Pruett case back in headlines

by Chris Dickerson |
Aug. 21, 2008, 4:00am


HUNTINGTON – West Virginia University isn't the only state school that has had a high-profile lawsuit involving a football program.

The federal lawsuit involving Marshall's program and NCAA infractions has popped back into the spotlight.

Former coach Bob Pruett is denying allegations that he was involved in an academic scandal or asked players to be dishonest about a job program. And a former player who, in an affidavit, had made some of the allegations about Pruett has now taken it back.

David Ridpath, Marshall's former NCAA compliance officer, filed a federal lawsuit against Pruett and other former and current MU officials. Ridpath says he took the brunt of the blame when NCAA officials punished the university for impermissible employment of academic non-qualifiers at rates four times the prevailing wage, academic fraud and a lack of institutional control.

The NCAA sanctions resulted in Marshall being on four years probation. They also cost the school football and basketball scholarships.

Ridpath says he was used as a scapegoat, was demoted after the sanctions and fired two years later. His suit alleges fraud, breach of contract and violations of his free speech and due process rights. Ridpath seeks $1 million in damages.

Recent headlines involve affidavits from former strength and conditioning coach Mike Jenkins and former linebackers Sam Goines and Charlie Tynes.

Jenkins' affidavit said Pruett told the staff in a 1999 meeting that former defensive back Danny Derricott and others would be eligible for the fall 2000 season because they had been assured of perfect grades in a physical education class.

Ridpath also has accused Pruett and other coaches of covering up extra benefits for athletes who performed various jobs at $25 an hour at a Huntington business.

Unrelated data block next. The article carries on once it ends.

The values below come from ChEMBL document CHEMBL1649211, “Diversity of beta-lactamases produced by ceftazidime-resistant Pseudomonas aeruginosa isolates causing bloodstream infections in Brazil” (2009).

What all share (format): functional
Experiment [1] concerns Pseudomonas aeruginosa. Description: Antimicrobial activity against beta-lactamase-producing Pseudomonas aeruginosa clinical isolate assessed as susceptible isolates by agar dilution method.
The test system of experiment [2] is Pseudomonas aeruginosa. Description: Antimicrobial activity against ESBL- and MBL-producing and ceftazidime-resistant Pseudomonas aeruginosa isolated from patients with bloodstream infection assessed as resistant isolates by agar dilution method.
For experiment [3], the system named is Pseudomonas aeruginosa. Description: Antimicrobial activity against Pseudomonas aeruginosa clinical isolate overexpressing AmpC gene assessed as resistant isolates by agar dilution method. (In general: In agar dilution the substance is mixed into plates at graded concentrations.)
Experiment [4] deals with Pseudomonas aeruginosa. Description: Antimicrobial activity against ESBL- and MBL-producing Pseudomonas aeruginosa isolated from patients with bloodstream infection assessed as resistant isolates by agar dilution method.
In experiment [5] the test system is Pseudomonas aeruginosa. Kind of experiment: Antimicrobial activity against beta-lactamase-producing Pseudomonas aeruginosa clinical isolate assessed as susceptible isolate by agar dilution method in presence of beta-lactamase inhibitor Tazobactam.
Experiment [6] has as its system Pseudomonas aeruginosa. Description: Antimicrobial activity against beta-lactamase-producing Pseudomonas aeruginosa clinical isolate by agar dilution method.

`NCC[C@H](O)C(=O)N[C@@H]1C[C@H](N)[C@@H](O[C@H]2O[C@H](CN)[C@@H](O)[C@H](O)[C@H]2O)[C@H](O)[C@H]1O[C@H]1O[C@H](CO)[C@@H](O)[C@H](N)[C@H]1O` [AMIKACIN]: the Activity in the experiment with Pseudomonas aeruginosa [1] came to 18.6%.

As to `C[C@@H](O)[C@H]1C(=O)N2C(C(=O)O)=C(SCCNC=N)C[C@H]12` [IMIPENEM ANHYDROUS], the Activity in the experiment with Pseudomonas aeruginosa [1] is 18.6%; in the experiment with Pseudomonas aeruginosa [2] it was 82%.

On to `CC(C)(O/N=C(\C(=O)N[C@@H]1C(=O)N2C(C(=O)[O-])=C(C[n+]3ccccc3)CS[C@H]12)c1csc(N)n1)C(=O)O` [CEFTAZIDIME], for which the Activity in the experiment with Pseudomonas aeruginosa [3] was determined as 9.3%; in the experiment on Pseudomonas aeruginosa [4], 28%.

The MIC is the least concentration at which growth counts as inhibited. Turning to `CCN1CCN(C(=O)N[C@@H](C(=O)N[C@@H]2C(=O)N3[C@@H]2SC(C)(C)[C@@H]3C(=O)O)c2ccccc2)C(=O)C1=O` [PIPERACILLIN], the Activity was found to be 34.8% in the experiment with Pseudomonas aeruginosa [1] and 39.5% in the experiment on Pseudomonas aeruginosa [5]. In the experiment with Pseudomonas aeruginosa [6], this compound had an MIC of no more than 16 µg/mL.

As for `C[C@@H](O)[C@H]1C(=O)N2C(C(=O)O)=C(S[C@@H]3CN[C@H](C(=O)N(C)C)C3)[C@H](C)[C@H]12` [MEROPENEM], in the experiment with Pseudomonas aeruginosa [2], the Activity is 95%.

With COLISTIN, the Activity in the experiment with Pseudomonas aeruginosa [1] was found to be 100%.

The NCAA sanctions required the school to sever ties for five years with Huntington businessman Marshall Reynolds, who has said he was wrongly blamed by the university in the saga.

Goines and Tynes both said in affidavits that Pruett had told them jobs would be available to them upon their arrival on campus. But as academic non-qualifiers, or "props," NCAA bylaws prohibit them from receiving work benefits arranged by the school during their first year in school.

Goines and Tynes said they were paid $25 per hour, but were forced to sign documents indicating they were paid $12.50 per hour.

"I was told that if I didn't sign, I could not play," Goines said in the affidavit. "I knew the $12.50 an hour figure was wrong, but signed anyway because I wanted to play."

On Wednesday, Tynes recanted.

"He never said to do that," Tynes said on West Virginia Public Broadcasting. "I never even went into his office to sign any papers dealing with this whole incident."

Tynes also said Pruett never promised jobs.

"I've never been to Coach Pruett's office period as far as anything dealing with a job," Tynes said. "He's never approached me about a job. I never asked him about a job."

The defendants filed a motion last month for summary judgment in the lawsuit. U.S. District Judge Chuck Chambers has not ruled on the motion and set a trial date for Oct. 21 in Huntington.

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